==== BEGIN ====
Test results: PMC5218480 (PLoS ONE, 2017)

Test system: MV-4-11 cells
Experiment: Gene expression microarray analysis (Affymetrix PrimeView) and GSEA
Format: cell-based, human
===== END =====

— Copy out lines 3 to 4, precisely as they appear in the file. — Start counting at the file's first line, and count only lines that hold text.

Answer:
Experiment: Gene expression microarray analysis (Affymetrix PrimeView) and GSEA
Format: cell-based, human